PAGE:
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SALT LAKE CITY — Over the years, the University of Utah’s offense has been criticized in myriad ways for its unimaginative, lackluster and predictable schemes — all of which are mostly fair critiques.
Fault has been placed on head coach Kyle Whittingham for what some have deemed his conservative approach. Others point to the meddling of a defensive-minded coach who doesn’t know how to effectively operate an offense. Regardless of offensive coordinator, Whittingham is thought to be the overlord dictating more plays for his defense because that’s what he prefers.
In short, in what world does that make sense?
Regardless of coaching-style preference, Whittingham is as competitive as it comes. There is nothing he wants more than to crush his opponents and win games, most notably a Pac-12 Championship. Unfortunately for the Utes, they’ve come up short over the years, but it hasn’t been the fault of Whittingham's preference to the defense.
If anything, his ability to hire coaches that match his ideals on defense has been one of the saving graces of the program over the years and has made him one of the longest-tenured coaches in the country. Only Iowa’s Kirk Ferentz (1999) and TCU’s Gary Patterson (2000) have been coaches of their respective schools longer than Whittingham.
Whittingham knows, like every coach in America — even the bad ones and the armchair quarterbacks at home critiquing the game — that an effective offense is imperative to sustained success and ultimately winning games. However, Whittingham would be the first to admit that his program hasn’t seen the outcomes it has wanted in offensive production, which has led to an almost annual turnover at the offensive coordinator position.
Whittingham hired Troy Taylor in the offseason to be the program’s latest offensive coordinator, sending away a longtime friend and coach in Aaron Roderick. It’s a decision that was undoubtedly difficult for Whittingham, but was necessary to get more from an anemic offense that stagnated as the season progressed. Most notably, the quarterbacks were in need of a mentor at the position, which was a big reason for bringing in Taylor.
How much say in the offense does Troy Taylor have?— Josh Furlong (@JFurKSL) August 9, 2017
Although the hiring of Taylor was shocking to many following college football, considering his relative inexperience at the Division I level, the players and coaches at Utah seem encouraged by the offensive schemes and culture Taylor has brought to the offense. His track record at previous schools has only added to the allure.
“In the long haul, we needed something different at the end of the day,” receiver Siaosi Wilson said. “(Taylor) brings a lot of energy, a lot of buy-in to the program. He has a great resume behind him, so a lot of players tend to buy-in to what he’s talking about. So it’s real fun and real positive vibes all around him.”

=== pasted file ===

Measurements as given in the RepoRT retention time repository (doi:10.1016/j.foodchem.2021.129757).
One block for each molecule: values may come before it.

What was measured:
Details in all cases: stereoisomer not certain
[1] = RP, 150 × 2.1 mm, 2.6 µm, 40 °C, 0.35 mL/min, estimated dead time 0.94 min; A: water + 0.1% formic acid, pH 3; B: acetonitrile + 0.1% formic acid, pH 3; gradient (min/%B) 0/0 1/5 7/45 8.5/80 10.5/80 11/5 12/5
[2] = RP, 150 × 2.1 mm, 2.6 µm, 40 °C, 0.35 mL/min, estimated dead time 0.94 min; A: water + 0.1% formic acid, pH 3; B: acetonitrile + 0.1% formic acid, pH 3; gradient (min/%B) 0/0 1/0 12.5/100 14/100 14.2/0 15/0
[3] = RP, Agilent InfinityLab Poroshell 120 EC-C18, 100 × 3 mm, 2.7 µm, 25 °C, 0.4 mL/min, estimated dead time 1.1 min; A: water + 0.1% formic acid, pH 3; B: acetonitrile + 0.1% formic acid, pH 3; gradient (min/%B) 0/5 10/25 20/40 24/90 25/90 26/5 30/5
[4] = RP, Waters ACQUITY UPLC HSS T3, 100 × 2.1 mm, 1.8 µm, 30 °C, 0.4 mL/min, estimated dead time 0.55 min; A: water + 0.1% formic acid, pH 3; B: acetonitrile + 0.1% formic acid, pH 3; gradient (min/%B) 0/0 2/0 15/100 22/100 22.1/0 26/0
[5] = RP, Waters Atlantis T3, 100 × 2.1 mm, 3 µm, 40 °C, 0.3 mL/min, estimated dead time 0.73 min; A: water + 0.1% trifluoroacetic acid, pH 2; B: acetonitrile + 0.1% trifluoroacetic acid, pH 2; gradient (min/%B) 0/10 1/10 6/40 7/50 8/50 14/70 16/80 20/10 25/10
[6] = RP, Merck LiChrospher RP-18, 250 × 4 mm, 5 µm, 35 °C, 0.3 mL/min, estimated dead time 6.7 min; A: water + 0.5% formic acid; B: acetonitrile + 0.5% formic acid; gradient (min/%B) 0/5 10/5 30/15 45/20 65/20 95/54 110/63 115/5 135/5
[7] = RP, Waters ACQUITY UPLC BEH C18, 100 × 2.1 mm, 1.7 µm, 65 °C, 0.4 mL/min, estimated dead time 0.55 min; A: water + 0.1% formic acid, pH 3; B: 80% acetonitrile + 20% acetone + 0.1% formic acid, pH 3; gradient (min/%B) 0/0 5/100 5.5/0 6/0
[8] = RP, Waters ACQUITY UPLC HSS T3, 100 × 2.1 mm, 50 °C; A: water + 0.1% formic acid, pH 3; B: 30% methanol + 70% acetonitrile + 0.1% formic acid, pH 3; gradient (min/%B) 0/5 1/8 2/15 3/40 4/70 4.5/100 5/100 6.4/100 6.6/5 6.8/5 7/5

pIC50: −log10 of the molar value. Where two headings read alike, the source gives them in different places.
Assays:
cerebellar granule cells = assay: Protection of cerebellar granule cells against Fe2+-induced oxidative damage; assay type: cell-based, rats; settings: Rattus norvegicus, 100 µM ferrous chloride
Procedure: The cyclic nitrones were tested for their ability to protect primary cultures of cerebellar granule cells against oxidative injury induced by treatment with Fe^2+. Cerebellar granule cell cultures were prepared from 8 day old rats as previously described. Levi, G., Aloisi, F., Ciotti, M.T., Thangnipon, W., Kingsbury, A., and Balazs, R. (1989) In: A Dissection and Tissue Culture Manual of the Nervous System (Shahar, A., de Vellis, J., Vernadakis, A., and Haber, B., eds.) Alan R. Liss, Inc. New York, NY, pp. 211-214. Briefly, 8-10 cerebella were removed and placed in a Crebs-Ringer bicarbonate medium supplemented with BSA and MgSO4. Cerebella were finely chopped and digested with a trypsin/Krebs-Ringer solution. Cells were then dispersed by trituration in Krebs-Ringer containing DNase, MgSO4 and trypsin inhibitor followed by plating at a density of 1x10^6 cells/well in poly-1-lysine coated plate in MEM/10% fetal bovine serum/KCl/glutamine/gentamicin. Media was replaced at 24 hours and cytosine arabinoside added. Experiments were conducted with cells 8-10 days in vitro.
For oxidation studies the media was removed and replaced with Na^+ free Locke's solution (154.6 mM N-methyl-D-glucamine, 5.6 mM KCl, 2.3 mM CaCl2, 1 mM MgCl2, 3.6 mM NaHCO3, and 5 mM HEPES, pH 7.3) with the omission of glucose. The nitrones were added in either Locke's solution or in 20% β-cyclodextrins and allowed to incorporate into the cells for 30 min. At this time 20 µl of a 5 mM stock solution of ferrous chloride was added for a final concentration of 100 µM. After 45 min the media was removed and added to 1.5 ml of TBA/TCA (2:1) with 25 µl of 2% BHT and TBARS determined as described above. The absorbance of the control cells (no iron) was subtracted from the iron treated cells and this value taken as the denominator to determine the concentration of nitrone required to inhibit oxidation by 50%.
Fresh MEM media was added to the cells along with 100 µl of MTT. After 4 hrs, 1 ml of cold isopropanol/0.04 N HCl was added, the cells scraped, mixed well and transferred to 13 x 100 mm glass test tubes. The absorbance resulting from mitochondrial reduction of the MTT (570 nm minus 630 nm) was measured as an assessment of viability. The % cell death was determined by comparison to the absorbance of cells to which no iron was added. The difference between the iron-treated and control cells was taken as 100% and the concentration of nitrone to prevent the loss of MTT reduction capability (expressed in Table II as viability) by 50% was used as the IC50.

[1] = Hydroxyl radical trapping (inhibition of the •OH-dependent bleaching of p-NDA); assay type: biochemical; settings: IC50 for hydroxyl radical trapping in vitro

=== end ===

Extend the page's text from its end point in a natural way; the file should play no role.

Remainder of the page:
That buy-in has been a constant theme among players, who repeatedly talk about an already-improved offensive mindset. At the very least, the players are engaged and ready for the diversity that comes with Taylor’s playbook — a mixture of tempo infused into a spread offense.
“Everybody likes this offense because it gets the ball into a lot of guys’ hands,” sophomore running back Zack Moss said. “Last year we were definitely more of a dominant run team. We’re still going to be a run (team) this year, but we’ve got a lot of playmakers as receivers, so it’s going to help the running backs and it’s going to help the receivers be better than they ever were last year.”
Most importantly, Whittingham is giving complete autonomy to Taylor to experiment with schemes and maximize player potential. Although it doesn’t need to be said, it’s an overt gesture by Whittingham to show that he has complete confidence in his new offensive coordinator and is intent on not stifling a new offensive scheme. It’s been that way for some time, but Whittingham is being more vocal about it.
“Troy has got autonomy on the offensive side,” Whittingham reiterated Tuesday. “He’s got a proven track record with the offenses that he’s been in charge of, and so we’re doing things exactly the way he wants them laid out at this point. During the course of the game, we’ve got to play like we practice. We can’t practice one way and then try to transition during the season. This is a wide-open offense that is going to be a different look for us. We fully expect that to be the case.”
Whittingham will undoubtedly have a say in the offense, as all head coaches do, but will take on more of an advisory role as a guy with more than two decades of experience in the program. Already, Taylor has felt that autonomy in his position and has been appreciative of the feedback Whittingham has given him.
“He’s allowed me the freedom to do what I want to do, and any information he gives is usually great feedback,” Taylor said. “It’s been great so far.”
Regardless of whether or not Whittingham influenced his past offensive coordinators, or didn’t trust them as much as Taylor, the offense is Taylor’s and his alone. Whittingham is keeping his distance and will allow the offense to function in the manner that Taylor sees fit.
“Offensively, coach felt really comfortable bringing me in and hiring me, obviously,” Taylor said. “The only chance I have is to be the best version of myself and it’s great that we’re great on defense because that means we get lots of touches and lot of opportunities to strike. But I can just do my stuff and do it to the best of my ability.”